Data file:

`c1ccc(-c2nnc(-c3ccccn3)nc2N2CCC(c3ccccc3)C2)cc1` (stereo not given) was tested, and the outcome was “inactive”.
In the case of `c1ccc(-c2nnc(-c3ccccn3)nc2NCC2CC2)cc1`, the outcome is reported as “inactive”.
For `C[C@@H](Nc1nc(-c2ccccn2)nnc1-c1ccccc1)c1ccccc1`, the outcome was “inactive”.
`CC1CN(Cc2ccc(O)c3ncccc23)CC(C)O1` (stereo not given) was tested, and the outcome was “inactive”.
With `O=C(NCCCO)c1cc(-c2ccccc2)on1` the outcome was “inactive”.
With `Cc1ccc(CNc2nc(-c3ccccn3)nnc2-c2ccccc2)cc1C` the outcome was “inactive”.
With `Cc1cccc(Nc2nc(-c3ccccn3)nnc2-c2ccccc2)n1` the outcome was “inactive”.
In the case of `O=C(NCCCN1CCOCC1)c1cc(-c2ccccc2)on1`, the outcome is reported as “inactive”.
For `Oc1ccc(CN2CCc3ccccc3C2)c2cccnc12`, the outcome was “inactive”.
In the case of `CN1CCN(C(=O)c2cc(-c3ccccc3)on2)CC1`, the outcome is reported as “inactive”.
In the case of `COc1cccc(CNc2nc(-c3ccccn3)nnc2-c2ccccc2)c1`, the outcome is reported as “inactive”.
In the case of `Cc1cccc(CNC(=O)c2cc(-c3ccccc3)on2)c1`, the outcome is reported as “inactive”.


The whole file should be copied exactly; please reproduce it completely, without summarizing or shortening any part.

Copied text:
`c1ccc(-c2nnc(-c3ccccn3)nc2N2CCC(c3ccccc3)C2)cc1` (stereo not given) was tested, and the outcome was “inactive”.
In the case of `c1ccc(-c2nnc(-c3ccccn3)nc2NCC2CC2)cc1`, the outcome is reported as “inactive”.
For `C[C@@H](Nc1nc(-c2ccccn2)nnc1-c1ccccc1)c1ccccc1`, the outcome was “inactive”.
`CC1CN(Cc2ccc(O)c3ncccc23)CC(C)O1` (stereo not given) was tested, and the outcome was “inactive”.
With `O=C(NCCCO)c1cc(-c2ccccc2)on1` the outcome was “inactive”.
With `Cc1ccc(CNc2nc(-c3ccccn3)nnc2-c2ccccc2)cc1C` the outcome was “inactive”.
With `Cc1cccc(Nc2nc(-c3ccccn3)nnc2-c2ccccc2)n1` the outcome was “inactive”.
In the case of `O=C(NCCCN1CCOCC1)c1cc(-c2ccccc2)on1`, the outcome is reported as “inactive”.
For `Oc1ccc(CN2CCc3ccccc3C2)c2cccnc12`, the outcome was “inactive”.
In the case of `CN1CCN(C(=O)c2cc(-c3ccccc3)on2)CC1`, the outcome is reported as “inactive”.
In the case of `COc1cccc(CNc2nc(-c3ccccn3)nnc2-c2ccccc2)c1`, the outcome is reported as “inactive”.
In the case of `Cc1cccc(CNC(=O)c2cc(-c3ccccc3)on2)c1`, the outcome is reported as “inactive”.